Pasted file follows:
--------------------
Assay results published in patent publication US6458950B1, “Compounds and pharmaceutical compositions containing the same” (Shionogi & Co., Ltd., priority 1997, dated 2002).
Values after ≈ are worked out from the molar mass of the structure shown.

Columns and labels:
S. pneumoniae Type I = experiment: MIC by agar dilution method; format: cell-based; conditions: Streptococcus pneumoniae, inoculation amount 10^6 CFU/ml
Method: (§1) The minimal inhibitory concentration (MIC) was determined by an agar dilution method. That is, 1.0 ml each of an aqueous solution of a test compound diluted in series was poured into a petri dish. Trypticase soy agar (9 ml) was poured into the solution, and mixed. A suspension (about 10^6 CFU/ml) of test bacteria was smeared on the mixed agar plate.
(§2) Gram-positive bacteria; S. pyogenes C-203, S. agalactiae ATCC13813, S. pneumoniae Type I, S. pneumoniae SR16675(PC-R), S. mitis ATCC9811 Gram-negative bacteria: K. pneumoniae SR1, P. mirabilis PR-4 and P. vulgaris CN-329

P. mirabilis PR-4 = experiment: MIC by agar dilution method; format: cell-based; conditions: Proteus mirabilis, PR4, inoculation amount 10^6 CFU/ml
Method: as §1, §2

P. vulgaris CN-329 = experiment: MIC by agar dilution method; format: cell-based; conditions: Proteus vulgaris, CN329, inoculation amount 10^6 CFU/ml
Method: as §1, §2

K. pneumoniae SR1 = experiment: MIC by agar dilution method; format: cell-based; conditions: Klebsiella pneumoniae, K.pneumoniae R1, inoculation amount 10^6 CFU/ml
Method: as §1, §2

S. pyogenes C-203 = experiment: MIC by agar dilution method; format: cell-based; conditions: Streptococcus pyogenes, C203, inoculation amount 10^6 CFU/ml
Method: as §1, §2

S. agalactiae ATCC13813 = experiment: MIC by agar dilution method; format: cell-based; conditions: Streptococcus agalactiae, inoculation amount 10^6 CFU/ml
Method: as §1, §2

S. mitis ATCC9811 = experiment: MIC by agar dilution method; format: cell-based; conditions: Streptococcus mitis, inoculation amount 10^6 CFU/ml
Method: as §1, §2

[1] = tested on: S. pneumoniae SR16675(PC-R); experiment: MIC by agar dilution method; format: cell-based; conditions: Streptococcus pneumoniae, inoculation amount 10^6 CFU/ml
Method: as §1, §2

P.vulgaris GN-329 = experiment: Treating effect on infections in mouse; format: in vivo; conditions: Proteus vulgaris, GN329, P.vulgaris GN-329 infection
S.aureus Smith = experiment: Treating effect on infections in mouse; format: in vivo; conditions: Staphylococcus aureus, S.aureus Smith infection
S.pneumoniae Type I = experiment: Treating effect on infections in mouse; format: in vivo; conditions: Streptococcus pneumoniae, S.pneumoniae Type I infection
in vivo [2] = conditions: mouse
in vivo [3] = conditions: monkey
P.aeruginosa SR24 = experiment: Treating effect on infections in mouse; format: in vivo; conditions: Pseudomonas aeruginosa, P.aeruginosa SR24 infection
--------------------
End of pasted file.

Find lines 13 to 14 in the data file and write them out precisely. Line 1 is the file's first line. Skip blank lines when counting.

S. pyogenes C-203 = experiment: MIC by agar dilution method; format: cell-based; conditions: Streptococcus pyogenes, C203, inoculation amount 10^6 CFU/ml
Method: as §1, §2